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Re: Karl Ludwig, 3rd Prince of Hohenlohe-Langenburg
User logged in as Johan
Whenever a Catholic Royal married a non-Catholic permission from Rome had to be granted and provisions needed to be stipulated about the faith of their offspring. So it was part of their marriage contract and the negotiations for that. The result is that some negotiated a different deal than others.
When princess Charlotte of Wales broke of her engagement with William, prince of Orange (later to be Willem II of the Netherlands) the Tsar Alexander I offered his sister the Grand Duchess Anna Pavlovna as a wife for William. She would retain her Russian Orthodox faith but the children would be protestant. When Prince Metternich realised that the extended Kingdom of the Netherlands was to be quite important he also offered the hand of either Archiduchess Leopoldine or Archiduchess Clementine for William. The Archiduchess would remain Catholic but children would be Protestant.
In the end Alexander I was the first to make the offer and was not refused. Personally i believe the Austrian offer would have been a better deal as it would have linked the new Orange-Nassau dynasty in the southern part of the kingdom by it's connection to the Habsburg rulers of before. Anna was a good-looking, well educated and wealthy woman but she was also the daughter and granddaughter of men who had been considered mentally unstable (Peter III and Paul I). She passed on those genes to her son William III who according to some was not as balanced mentally as desired either.
The marriage agreement between GDke William of Nassau and Infanta D. Maria Ana of Bragança previewed that the boys would be raised protestant like their father and the girls catholic like their mother.
I suppose that could create a bit of a confusion within the children that might discuss their faith and practices among themselves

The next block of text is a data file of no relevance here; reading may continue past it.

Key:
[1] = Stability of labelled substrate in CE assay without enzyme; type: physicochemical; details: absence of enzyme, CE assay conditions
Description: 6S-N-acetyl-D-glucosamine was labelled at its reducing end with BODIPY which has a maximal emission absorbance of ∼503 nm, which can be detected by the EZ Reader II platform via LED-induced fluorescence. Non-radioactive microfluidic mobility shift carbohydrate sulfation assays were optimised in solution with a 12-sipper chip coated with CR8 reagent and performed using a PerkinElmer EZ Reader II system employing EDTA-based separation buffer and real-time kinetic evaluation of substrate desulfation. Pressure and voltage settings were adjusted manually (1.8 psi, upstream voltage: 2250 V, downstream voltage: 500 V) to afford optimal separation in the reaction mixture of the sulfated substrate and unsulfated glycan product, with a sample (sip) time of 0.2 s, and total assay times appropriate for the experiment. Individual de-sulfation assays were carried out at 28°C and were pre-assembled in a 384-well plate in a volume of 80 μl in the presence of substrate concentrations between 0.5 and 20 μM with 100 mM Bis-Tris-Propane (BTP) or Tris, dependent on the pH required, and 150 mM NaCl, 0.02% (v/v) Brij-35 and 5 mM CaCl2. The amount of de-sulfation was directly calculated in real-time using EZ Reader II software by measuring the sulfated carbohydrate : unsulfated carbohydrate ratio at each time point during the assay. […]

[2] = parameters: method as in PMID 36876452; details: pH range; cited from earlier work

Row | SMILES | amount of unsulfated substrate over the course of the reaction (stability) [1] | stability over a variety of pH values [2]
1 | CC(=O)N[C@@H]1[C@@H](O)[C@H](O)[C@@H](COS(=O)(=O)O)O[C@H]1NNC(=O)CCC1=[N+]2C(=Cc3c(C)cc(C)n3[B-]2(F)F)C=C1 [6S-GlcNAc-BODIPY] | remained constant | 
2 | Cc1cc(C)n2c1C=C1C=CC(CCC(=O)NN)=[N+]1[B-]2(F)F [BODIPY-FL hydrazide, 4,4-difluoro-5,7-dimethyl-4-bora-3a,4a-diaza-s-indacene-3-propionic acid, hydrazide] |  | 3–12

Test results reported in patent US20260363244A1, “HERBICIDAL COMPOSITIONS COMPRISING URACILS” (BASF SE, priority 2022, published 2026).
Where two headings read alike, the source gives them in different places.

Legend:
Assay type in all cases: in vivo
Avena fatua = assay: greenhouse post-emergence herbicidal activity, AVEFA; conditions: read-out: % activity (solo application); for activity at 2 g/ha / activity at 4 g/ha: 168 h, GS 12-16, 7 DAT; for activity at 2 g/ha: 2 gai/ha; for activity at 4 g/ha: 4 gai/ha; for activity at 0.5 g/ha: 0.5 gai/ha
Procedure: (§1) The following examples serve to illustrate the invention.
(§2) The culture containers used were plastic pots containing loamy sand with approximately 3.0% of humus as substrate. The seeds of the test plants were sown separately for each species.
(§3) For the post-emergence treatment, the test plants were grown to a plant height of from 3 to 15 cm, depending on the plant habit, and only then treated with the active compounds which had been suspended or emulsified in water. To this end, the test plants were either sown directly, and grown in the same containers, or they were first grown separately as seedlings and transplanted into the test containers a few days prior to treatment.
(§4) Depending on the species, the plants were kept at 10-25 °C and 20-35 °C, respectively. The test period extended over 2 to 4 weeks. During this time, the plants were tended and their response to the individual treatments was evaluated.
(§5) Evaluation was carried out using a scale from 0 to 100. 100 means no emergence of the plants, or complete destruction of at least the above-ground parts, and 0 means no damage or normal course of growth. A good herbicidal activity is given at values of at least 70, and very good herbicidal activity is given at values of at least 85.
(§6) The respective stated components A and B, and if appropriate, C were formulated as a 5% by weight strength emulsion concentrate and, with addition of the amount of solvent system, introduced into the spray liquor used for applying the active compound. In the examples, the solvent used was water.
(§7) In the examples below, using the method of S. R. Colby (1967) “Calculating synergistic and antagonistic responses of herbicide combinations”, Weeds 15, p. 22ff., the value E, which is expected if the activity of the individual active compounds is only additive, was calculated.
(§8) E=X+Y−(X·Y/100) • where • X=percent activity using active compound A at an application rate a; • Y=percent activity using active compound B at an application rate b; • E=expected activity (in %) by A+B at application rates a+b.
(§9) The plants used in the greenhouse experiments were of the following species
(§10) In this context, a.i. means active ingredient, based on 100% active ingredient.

I understand that his family was Lutheran, but that two of his daughters married Catholics. What puzzles me is that the daughters of Princess Constance (who married) Franz Joseph Karl Conrad, Prince of Hohenlohe-Schillingsfürst) were brought up as Lutherans, while the sons were brought up as Catholics, for reasons that it was the custom in Germany at the time for the sons in a family to be brought up in the religion of the father, while the daughters were brought up in that of their mother.
So if this custom had been followed consistently, the same would have applied to the children of Princess Agnes, who married Constantine Josef, Hereditary Prince of Löwenstein-Wertheim-Rosenberg. But we all know that their daughter, Princess Adelaide of Löwenstein-Wertheim-Rosenberg, was brought up as a Catholic -- just like her brother, instead of a Lutheran (like the daughters of her aunt Constance). In fact, she was so devout in her faith that she even took up religious life in the 1890's, after all her children married.
Does anybody know why this was so? Did somehow the custom in Germany change by her time? Or did it have to do with the fact that she and her brother were orphaned early, and were brought up by their paternal grandparents?
I read somewhere that at one time in Germany's history, it became customary for all the children (regardless of gender) of an interfaith union to be raised in the religion of their father, not mother. Indeed, Grace Kelly's mother was born as Margaret Maier to German immigrant parents. Evidently she was raised as a Lutheran, like her father (Carl Maier)-- not Catholic, like her mother (Margaretha Berg).
Of course, she eventually converted to Catholicism at marriage (to John Brendan Kelly, Senior, a son of Irish immigrants). Accordingly, the future Princess Grace of Monaco and her three siblings were all brought up as Catholics.